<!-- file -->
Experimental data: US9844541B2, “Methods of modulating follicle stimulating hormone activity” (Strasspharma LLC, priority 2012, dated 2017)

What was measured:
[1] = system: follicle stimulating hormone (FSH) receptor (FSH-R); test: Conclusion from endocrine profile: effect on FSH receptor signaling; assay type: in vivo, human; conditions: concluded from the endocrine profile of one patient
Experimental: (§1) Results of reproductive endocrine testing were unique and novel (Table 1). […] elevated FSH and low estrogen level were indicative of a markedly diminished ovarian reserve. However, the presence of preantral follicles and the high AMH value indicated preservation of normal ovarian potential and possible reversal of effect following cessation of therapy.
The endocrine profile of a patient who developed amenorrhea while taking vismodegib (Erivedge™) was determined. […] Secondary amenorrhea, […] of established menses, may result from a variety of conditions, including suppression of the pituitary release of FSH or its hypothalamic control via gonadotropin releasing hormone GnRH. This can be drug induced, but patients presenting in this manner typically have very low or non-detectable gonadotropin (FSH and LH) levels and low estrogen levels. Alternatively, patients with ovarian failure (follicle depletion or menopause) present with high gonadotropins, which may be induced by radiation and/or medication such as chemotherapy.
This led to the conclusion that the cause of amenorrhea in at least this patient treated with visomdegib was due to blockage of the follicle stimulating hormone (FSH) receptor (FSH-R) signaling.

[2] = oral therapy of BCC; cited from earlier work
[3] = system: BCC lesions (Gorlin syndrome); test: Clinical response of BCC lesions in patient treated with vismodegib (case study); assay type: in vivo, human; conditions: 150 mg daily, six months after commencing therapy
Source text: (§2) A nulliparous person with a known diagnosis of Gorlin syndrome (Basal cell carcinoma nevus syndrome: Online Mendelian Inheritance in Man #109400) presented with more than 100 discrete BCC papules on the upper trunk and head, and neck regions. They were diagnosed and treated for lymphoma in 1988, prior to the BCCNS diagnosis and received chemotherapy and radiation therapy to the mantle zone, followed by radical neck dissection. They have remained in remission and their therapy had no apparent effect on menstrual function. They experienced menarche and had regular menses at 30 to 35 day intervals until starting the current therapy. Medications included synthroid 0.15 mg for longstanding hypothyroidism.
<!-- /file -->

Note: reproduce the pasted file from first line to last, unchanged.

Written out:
Experimental data: US9844541B2, “Methods of modulating follicle stimulating hormone activity” (Strasspharma LLC, priority 2012, dated 2017)

What was measured:
[1] = system: follicle stimulating hormone (FSH) receptor (FSH-R); test: Conclusion from endocrine profile: effect on FSH receptor signaling; assay type: in vivo, human; conditions: concluded from the endocrine profile of one patient
Experimental: (§1) Results of reproductive endocrine testing were unique and novel (Table 1). […] elevated FSH and low estrogen level were indicative of a markedly diminished ovarian reserve. However, the presence of preantral follicles and the high AMH value indicated preservation of normal ovarian potential and possible reversal of effect following cessation of therapy.
The endocrine profile of a patient who developed amenorrhea while taking vismodegib (Erivedge™) was determined. […] Secondary amenorrhea, […] of established menses, may result from a variety of conditions, including suppression of the pituitary release of FSH or its hypothalamic control via gonadotropin releasing hormone GnRH. This can be drug induced, but patients presenting in this manner typically have very low or non-detectable gonadotropin (FSH and LH) levels and low estrogen levels. Alternatively, patients with ovarian failure (follicle depletion or menopause) present with high gonadotropins, which may be induced by radiation and/or medication such as chemotherapy.
This led to the conclusion that the cause of amenorrhea in at least this patient treated with visomdegib was due to blockage of the follicle stimulating hormone (FSH) receptor (FSH-R) signaling.

[2] = oral therapy of BCC; cited from earlier work
[3] = system: BCC lesions (Gorlin syndrome); test: Clinical response of BCC lesions in patient treated with vismodegib (case study); assay type: in vivo, human; conditions: 150 mg daily, six months after commencing therapy
Source text: (§2) A nulliparous person with a known diagnosis of Gorlin syndrome (Basal cell carcinoma nevus syndrome: Online Mendelian Inheritance in Man #109400) presented with more than 100 discrete BCC papules on the upper trunk and head, and neck regions. They were diagnosed and treated for lymphoma in 1988, prior to the BCCNS diagnosis and received chemotherapy and radiation therapy to the mantle zone, followed by radical neck dissection. They have remained in remission and their therapy had no apparent effect on menstrual function. They experienced menarche and had regular menses at 30 to 35 day intervals until starting the current therapy. Medications included synthroid 0.15 mg for longstanding hypothyroidism.